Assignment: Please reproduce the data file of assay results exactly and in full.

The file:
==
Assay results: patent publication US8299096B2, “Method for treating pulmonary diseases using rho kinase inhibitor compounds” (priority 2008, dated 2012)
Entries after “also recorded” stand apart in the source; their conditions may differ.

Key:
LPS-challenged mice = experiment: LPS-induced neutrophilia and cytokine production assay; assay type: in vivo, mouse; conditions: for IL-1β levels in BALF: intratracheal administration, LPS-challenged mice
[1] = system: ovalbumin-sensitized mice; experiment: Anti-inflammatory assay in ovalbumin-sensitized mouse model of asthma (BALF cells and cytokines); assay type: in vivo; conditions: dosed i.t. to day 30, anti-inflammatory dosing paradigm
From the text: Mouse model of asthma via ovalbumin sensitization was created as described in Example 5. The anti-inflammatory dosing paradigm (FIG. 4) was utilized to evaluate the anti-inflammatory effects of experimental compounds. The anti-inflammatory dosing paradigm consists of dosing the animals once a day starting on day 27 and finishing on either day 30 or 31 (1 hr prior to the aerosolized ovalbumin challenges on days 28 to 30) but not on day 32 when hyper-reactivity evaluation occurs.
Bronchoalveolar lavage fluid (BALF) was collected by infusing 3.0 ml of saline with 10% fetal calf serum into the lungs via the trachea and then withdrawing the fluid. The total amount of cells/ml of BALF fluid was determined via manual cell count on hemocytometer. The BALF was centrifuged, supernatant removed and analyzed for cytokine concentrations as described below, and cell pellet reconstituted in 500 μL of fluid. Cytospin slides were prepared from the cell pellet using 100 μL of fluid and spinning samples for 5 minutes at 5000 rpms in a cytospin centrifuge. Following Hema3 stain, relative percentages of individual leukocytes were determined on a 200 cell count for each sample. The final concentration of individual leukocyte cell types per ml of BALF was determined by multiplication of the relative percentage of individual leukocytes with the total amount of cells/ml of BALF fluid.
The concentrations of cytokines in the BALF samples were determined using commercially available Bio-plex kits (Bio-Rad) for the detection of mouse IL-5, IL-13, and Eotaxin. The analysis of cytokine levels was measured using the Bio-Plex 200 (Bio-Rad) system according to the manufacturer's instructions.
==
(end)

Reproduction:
Assay results: patent publication US8299096B2, “Method for treating pulmonary diseases using rho kinase inhibitor compounds” (priority 2008, dated 2012)
Entries after “also recorded” stand apart in the source; their conditions may differ.

Key:
LPS-challenged mice = experiment: LPS-induced neutrophilia and cytokine production assay; assay type: in vivo, mouse; conditions: for IL-1β levels in BALF: intratracheal administration, LPS-challenged mice
[1] = system: ovalbumin-sensitized mice; experiment: Anti-inflammatory assay in ovalbumin-sensitized mouse model of asthma (BALF cells and cytokines); assay type: in vivo; conditions: dosed i.t. to day 30, anti-inflammatory dosing paradigm
From the text: Mouse model of asthma via ovalbumin sensitization was created as described in Example 5. The anti-inflammatory dosing paradigm (FIG. 4) was utilized to evaluate the anti-inflammatory effects of experimental compounds. The anti-inflammatory dosing paradigm consists of dosing the animals once a day starting on day 27 and finishing on either day 30 or 31 (1 hr prior to the aerosolized ovalbumin challenges on days 28 to 30) but not on day 32 when hyper-reactivity evaluation occurs.
Bronchoalveolar lavage fluid (BALF) was collected by infusing 3.0 ml of saline with 10% fetal calf serum into the lungs via the trachea and then withdrawing the fluid. The total amount of cells/ml of BALF fluid was determined via manual cell count on hemocytometer. The BALF was centrifuged, supernatant removed and analyzed for cytokine concentrations as described below, and cell pellet reconstituted in 500 μL of fluid. Cytospin slides were prepared from the cell pellet using 100 μL of fluid and spinning samples for 5 minutes at 5000 rpms in a cytospin centrifuge. Following Hema3 stain, relative percentages of individual leukocytes were determined on a 200 cell count for each sample. The final concentration of individual leukocyte cell types per ml of BALF was determined by multiplication of the relative percentage of individual leukocytes with the total amount of cells/ml of BALF fluid.
The concentrations of cytokines in the BALF samples were determined using commercially available Bio-plex kits (Bio-Rad) for the detection of mouse IL-5, IL-13, and Eotaxin. The analysis of cytokine levels was measured using the Bio-Plex 200 (Bio-Rad) system according to the manufacturer's instructions.